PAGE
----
Courts will often call a forensic toxicologist as an expert witness to explain the analytical results that form part of the evidence in a case. This may include giving an expert opinion as to whether a certain concentration of a chemical could account for the relevant clinical effects. For example, whether a specified amount of a prescribed medication could have been toxic to an individual under certain circumstances, or whether the concentration of alcohol in a defendant’s blood sample immediately following an offence is likely to have fundamentally altered their behaviour. Forensic toxicology experts are often instructed in cases of unexplained deaths and suspected accidental or intentional overdose. This typically involves analysing samples of blood, hair, and other tissue for substances such as alcohol, prescribed drugs, illegal drugs, and poisons. Increasingly, forensic toxicologists are asked to give expert evidence in cases of drug facilitated rape, to ascertain whether a drink may have been ‘spiked’, and whether any drugs or alcohol present may have affected an individuals’ ability to give consent. Cases of driving-related offences may also require the expertise of the forensic toxicologist, to ascertain the most likely impact of a concentration of a drug or alcohol on a specific individual.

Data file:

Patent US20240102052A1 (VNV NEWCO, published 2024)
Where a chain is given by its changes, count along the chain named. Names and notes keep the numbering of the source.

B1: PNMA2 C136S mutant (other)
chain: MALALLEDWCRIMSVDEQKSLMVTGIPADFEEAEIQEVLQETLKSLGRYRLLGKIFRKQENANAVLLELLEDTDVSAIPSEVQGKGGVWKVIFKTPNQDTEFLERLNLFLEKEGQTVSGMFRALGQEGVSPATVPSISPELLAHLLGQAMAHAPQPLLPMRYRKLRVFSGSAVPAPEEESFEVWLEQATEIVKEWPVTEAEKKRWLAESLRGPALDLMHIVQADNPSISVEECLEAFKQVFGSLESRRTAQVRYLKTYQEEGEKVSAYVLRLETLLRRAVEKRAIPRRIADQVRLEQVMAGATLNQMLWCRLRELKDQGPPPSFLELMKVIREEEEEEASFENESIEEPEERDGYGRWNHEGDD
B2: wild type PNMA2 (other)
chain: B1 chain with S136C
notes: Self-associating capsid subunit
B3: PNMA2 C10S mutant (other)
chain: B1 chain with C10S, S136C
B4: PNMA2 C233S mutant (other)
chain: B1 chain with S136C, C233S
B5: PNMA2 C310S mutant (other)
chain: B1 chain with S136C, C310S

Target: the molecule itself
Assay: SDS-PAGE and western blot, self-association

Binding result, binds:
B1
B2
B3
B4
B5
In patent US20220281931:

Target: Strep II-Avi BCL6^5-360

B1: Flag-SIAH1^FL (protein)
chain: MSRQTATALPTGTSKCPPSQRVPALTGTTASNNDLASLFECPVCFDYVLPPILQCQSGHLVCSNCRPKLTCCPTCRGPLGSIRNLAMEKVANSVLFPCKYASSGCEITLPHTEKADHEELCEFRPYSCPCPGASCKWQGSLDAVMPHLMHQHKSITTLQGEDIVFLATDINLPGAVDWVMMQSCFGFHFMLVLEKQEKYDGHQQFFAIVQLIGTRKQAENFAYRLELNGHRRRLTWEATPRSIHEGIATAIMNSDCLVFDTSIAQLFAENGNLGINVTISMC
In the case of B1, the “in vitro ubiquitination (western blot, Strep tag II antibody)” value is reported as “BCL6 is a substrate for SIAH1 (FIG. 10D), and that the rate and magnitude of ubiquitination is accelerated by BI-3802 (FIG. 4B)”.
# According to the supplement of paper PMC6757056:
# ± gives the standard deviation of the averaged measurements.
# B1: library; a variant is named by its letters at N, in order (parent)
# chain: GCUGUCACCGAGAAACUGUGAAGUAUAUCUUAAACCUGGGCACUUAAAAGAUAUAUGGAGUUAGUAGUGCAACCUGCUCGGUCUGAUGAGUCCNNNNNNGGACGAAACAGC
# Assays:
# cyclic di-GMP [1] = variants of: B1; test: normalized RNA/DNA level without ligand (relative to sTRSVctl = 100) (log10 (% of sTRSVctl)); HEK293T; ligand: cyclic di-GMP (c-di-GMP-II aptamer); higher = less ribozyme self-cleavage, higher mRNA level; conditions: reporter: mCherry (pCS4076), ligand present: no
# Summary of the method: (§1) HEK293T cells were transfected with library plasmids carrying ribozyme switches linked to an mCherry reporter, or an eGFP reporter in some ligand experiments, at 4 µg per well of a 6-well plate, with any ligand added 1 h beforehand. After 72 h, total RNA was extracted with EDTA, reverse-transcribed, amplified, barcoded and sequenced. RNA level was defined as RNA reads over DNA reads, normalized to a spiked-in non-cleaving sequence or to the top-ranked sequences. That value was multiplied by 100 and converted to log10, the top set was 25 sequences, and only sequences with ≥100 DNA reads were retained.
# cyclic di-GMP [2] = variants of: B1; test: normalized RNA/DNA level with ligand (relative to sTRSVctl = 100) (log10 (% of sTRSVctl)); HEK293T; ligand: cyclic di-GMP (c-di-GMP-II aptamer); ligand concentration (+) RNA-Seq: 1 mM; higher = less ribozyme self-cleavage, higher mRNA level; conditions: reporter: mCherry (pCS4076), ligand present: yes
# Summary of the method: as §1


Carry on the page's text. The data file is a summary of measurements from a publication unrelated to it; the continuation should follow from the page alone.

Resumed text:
It may be helpful to instruct a general practitioner (GP) in cases where it would be helpful to ascertain a defendant’s underlying medical conditions. For example, in cases of driving offences where a defendant has refused to give a breath sample on the grounds of asthma, a GP may be able to ascertain whether a relevant respiratory condition is present, and at what severity.

Dentists may be called upon to give expert evidence in criminal cases where it is necessary to identify an individual by dental records, or to ascertain the likely demographics and previous dental history of unidentified persons after death. Dentists are also regularly instructed to comment on bite marks as forensic evidence.

In criminal proceedings, neurologist expert witnesses may be asked to comment on the effect of neurological disorder at the material time.  A common example is establishing the potential contributory effect of neurological disorder on aggressive and violent behaviour.  Other examples include the assessment of blackouts, falling asleep at the wheel, and the failure to provide a specimen due to an underlying neurological disorder. More specialist examples include commenting on the defence of automatism arising from a neurological condition such as epilepsy. In such cases, a neurologist expert witness will be required to give expert evidence on the presence of epilepsy and the effect at the time of the criminal act.

Looking for an expert report for criminal case proceedings?

The examples given above of the types of experts which may be able to assist in criminal proceedings is by no means an exhaustive list. If you require assistance from an expert witness in a criminal case and would like further guidance on which specialism may be most helpful, please get in touch and we will be happy to help.